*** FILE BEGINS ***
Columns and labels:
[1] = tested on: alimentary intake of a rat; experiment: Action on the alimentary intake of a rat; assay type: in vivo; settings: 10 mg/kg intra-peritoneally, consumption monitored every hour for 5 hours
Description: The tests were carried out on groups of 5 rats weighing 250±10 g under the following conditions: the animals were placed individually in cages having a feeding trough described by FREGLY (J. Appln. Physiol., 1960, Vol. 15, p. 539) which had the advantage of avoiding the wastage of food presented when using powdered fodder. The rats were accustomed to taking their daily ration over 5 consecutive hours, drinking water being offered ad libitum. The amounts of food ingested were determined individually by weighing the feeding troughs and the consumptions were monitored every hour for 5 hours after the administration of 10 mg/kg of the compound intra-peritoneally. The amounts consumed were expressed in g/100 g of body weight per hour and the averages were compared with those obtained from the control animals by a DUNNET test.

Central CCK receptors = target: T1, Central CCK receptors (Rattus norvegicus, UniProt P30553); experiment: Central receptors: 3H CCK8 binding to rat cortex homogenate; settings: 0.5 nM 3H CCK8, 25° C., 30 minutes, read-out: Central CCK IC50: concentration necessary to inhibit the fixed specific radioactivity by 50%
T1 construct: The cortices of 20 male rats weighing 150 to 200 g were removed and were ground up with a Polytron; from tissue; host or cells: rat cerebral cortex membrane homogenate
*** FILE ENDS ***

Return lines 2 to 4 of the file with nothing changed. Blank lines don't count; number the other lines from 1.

[1] = tested on: alimentary intake of a rat; experiment: Action on the alimentary intake of a rat; assay type: in vivo; settings: 10 mg/kg intra-peritoneally, consumption monitored every hour for 5 hours
Description: The tests were carried out on groups of 5 rats weighing 250±10 g under the following conditions: the animals were placed individually in cages having a feeding trough described by FREGLY (J. Appln. Physiol., 1960, Vol. 15, p. 539) which had the advantage of avoiding the wastage of food presented when using powdered fodder. The rats were accustomed to taking their daily ration over 5 consecutive hours, drinking water being offered ad libitum. The amounts of food ingested were determined individually by weighing the feeding troughs and the consumptions were monitored every hour for 5 hours after the administration of 10 mg/kg of the compound intra-peritoneally. The amounts consumed were expressed in g/100 g of body weight per hour and the averages were compared with those obtained from the control animals by a DUNNET test.

Central CCK receptors = target: T1, Central CCK receptors (Rattus norvegicus, UniProt P30553); experiment: Central receptors: 3H CCK8 binding to rat cortex homogenate; settings: 0.5 nM 3H CCK8, 25° C., 30 minutes, read-out: Central CCK IC50: concentration necessary to inhibit the fixed specific radioactivity by 50%